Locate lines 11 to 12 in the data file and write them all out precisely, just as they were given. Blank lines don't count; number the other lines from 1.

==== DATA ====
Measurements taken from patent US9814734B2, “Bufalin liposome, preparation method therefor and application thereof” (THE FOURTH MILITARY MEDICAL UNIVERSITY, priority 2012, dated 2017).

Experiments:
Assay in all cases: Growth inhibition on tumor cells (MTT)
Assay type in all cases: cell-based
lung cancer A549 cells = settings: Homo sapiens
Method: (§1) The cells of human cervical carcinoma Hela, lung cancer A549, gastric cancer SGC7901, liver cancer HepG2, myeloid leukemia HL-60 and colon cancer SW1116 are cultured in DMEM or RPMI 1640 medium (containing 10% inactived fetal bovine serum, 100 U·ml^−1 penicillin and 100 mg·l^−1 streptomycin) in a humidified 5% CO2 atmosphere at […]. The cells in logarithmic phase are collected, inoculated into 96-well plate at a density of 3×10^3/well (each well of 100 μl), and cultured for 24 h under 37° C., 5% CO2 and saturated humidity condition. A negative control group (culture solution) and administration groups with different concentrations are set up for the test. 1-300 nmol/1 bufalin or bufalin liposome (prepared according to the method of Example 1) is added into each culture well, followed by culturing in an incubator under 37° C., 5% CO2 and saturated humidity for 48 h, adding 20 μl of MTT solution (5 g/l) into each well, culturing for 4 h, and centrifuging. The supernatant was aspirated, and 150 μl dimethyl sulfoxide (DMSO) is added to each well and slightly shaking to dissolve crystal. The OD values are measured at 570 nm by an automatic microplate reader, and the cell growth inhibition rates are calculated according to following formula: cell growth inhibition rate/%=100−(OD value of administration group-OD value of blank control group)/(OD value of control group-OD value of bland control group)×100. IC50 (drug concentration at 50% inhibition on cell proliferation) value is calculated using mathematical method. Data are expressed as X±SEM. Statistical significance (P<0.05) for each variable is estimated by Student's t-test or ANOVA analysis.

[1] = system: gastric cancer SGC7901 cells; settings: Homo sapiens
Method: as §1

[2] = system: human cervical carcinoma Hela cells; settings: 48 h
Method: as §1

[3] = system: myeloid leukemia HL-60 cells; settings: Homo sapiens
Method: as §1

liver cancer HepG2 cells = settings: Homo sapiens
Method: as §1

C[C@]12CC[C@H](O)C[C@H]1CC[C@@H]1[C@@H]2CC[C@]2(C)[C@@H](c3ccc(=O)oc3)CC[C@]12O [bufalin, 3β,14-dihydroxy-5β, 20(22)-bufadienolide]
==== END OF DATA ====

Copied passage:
[3] = system: myeloid leukemia HL-60 cells; settings: Homo sapiens
Method: as §1